Cogmed Working Memory Training

Cogmed Working Memory Training: The search engine of the mind

Working memory is the cognitive function responsible for keeping information online, manipulating it, and using it in your thinking. It is the way that you delegate the things you encounter to the parts of your brain that can take action. In this way, working memory is necessary for staying focused on a task, blocking out distractions, and keeping you updated and aware about what’s going on around you.

We use our working memory constantly in daily life helping us to perform efficiently and effectively in academic, professional, and social settings. Cogmed exists to help you improve your working memory to be better equipped to meet your challenges.

Research on the Cogmed program supports the following claims:

  • Use of the Cogmed program leads to sustained improvements in working memory, from childhood to adulthood, as seen in a) preschoolers b) children and adolescents c) adults and elderly adults.
  • Use of the Cogmed program leads to sustained improvements in attention seen in both a) subjective measures of attention b) and objective measures of attention.
  • Improvements in working memory following use of the Cogmed program are associated with changes in functional brain activity a) seen as changes in the neurochemistry, functional activity related to working memory, and functional connectivity at rest.
  • Learning outcomes in reading and math improves for many underperforming students following use of the Cogmed program.
  • In clinical trials, use of the Cogmed program has been shown to improve attentional problems in many with ADHD a) as evident in rating scales b) or measured with objective measures.
  • Adult Cogmed users report improved functioning in daily life.

 

Age Working memory is crucial for… Indicators that a working memory needs exercise
 

Pre school

 

  • Learning the alphabet
  • Focusing on short instructions such as “Come brush your teeth”
  • Remaining seated to complete independent activities, such as puzzles
  • Seems unwilling or unable to learn alphabet, numbers
  • Can’t focus long enough to grasp and follow instructions
  • Flits from one thing to another
 

Elementary school

 

  • Reading and understanding the content (reading comprehension)
  • Mental arithmetic
  • Interacting and responding appropriately in peer activities such as playing on the school ground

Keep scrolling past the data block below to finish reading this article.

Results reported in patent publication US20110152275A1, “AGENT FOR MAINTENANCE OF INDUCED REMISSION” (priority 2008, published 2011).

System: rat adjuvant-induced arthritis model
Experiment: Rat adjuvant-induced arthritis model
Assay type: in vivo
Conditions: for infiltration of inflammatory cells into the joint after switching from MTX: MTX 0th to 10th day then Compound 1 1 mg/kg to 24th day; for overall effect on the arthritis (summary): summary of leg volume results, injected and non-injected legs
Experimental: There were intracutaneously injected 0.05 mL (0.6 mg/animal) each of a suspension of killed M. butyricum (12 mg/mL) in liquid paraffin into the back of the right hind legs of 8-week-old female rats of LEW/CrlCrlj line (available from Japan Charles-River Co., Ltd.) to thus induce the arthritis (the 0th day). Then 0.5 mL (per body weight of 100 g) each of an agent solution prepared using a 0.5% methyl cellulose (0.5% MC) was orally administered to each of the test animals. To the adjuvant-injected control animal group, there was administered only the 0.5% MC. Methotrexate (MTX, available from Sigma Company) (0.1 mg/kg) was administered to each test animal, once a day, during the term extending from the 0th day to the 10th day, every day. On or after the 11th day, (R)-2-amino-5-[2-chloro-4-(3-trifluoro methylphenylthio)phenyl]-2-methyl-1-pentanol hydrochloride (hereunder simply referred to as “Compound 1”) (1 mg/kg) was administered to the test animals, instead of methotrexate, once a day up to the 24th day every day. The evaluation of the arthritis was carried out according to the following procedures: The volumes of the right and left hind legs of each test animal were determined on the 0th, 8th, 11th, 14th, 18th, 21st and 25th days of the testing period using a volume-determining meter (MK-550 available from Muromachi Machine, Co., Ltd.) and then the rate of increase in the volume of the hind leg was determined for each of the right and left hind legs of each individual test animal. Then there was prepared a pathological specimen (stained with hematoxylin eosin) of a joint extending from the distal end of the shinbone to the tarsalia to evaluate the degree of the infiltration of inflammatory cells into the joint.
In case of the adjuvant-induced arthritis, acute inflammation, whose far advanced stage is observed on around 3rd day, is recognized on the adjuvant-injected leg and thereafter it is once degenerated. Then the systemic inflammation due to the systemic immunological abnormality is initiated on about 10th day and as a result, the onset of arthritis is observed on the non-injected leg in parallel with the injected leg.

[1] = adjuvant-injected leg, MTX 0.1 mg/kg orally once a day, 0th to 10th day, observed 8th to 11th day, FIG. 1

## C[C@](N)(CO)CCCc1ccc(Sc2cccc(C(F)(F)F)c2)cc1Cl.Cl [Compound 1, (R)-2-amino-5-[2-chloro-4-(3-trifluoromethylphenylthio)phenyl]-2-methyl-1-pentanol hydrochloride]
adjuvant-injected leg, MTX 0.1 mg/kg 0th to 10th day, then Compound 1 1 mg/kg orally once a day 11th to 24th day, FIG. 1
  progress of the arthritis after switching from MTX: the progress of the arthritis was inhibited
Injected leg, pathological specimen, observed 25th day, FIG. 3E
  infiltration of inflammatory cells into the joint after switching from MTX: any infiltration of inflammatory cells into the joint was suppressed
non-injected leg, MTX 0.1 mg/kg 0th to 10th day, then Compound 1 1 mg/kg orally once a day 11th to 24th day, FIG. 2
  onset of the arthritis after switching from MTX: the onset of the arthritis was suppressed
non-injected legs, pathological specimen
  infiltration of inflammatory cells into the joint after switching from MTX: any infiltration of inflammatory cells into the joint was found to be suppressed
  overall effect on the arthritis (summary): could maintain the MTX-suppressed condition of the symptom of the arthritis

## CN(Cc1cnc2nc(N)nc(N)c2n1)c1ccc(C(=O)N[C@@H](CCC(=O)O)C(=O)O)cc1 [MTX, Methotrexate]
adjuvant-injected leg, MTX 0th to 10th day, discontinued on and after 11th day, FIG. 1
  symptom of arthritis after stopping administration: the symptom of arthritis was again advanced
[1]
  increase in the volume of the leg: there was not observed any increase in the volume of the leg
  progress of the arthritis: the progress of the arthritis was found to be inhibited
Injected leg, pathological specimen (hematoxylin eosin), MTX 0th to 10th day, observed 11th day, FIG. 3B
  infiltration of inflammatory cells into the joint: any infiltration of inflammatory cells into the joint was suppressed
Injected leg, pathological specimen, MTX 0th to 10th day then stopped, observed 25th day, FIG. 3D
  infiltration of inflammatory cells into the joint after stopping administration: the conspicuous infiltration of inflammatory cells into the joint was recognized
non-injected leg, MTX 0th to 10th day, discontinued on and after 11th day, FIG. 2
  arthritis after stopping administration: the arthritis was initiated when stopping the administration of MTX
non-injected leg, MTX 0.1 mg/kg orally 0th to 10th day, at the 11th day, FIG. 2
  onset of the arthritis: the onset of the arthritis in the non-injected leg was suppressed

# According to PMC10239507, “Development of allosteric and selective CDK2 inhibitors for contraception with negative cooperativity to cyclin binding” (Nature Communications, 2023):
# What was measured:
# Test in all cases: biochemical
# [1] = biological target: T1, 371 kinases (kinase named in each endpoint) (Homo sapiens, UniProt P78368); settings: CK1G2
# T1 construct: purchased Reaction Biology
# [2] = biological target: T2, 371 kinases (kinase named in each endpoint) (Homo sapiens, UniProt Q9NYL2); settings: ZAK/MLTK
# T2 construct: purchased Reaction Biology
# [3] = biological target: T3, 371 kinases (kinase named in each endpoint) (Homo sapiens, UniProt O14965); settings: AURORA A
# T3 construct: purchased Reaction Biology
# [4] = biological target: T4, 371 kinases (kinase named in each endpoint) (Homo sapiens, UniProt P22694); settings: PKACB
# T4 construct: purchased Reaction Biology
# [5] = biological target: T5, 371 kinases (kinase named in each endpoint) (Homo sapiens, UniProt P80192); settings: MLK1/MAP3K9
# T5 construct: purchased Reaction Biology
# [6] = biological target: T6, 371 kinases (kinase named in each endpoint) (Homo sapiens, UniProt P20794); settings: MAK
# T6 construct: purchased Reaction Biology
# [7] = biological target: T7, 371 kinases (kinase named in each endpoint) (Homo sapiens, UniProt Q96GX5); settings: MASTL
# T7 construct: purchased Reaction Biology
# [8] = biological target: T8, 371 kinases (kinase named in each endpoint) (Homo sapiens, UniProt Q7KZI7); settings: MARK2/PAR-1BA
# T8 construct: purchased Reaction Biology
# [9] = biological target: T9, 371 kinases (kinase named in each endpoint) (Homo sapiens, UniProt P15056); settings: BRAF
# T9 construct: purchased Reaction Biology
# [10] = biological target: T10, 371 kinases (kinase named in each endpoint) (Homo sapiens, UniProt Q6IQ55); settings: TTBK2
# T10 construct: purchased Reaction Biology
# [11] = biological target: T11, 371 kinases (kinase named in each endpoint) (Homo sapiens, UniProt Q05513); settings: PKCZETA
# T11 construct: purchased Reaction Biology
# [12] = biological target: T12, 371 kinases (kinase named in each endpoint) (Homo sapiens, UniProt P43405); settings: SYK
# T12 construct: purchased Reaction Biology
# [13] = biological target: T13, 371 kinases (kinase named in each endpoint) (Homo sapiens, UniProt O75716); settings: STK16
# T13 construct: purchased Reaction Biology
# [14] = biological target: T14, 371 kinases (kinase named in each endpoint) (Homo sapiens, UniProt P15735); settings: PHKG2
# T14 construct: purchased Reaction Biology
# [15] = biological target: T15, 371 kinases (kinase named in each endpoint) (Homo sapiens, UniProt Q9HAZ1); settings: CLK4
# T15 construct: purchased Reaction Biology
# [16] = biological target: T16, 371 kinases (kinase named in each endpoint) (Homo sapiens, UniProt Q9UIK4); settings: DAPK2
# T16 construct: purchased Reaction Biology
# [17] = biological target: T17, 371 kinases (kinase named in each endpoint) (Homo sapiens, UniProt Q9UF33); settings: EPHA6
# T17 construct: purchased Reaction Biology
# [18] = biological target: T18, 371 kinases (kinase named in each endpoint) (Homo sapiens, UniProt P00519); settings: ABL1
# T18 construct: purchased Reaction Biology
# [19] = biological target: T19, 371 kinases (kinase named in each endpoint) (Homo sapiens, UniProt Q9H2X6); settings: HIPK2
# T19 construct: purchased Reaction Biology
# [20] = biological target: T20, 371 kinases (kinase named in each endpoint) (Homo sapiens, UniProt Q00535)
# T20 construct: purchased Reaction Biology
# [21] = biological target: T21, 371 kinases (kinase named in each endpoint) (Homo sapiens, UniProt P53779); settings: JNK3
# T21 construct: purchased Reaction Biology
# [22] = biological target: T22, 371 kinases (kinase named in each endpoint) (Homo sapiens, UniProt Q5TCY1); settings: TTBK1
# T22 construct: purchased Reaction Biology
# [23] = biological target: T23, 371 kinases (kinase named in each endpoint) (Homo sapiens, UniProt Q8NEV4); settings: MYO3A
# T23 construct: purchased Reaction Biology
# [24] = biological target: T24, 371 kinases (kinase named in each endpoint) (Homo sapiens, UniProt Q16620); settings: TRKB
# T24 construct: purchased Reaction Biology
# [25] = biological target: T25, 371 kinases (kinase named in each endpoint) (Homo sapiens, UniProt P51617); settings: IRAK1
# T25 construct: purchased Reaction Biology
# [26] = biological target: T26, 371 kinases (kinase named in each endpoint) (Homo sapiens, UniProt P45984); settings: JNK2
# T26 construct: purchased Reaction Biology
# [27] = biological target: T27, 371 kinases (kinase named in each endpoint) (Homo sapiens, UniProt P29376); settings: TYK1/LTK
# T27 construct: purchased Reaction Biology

• Reads (decodes) but does not understand or remember material read
  • Problems memorizing math facts
  • Difficulty participating in group activities (e.g. awaiting turn); makes friends but cannot keep them
 

Middle school

 

  • Doing homework independently
  • Planning and packing for an activity
  • Solving multi-step math problems, especially word problems
  • Participating in team sports
  • Does not begin or persist with homework without supervision
  • Packs but forgets items essential for activity
  • Reads the problem but can’t break it into understandable parts
  • Problems grasping rules of a game, functioning as a “team player”
 

High school

 

  • Getting a driver’s license – and driving safely
  • Understanding social cues, responding to demands of a social situation
  • Writing essays, reports
  • Problems with spatial awareness, reading and following traffic cues
  • Interrupts, talks excessively, doesn’t listen to others
  • Essays and reports are short, sloppy, and disorganized
 

College

 

  • Focusing on and following a conversation
  • Making and adhering to work plans, such as studying for an exam successfully
  • Participating in group activities in school and socially
  • Sustaining focus and interest throughout lectures
  • Changes topics suddenly, makes irrelevant comments
  • Procrastinates, then tries to “cram” the night before an exam
  • Doesn’t listen or participate during group activities
  • Falls asleep or “zones out” during lectures
 

Adults

 

  • Getting to work on time
  • Meeting deadlines at work
  • Prioritizing multiple activities
  • Handling conflicts within the family
  • Frequently late to work
  • Often underestimates time required for a task
  • Has problems breaking a project into manageable steps
  • Often loses temper with children and spouse
 

Seniors

 

  • Actively participate in group discussions
  • Being able to perform what you are planning to do
  • Organizing your materials and activities
  • Managing important financial transactions
  • Forgetfulness
  • Distractibility
  • Losing track of the topic in a conversation
  • Misplacing things like glasses, mobile phone, keys, etc

 

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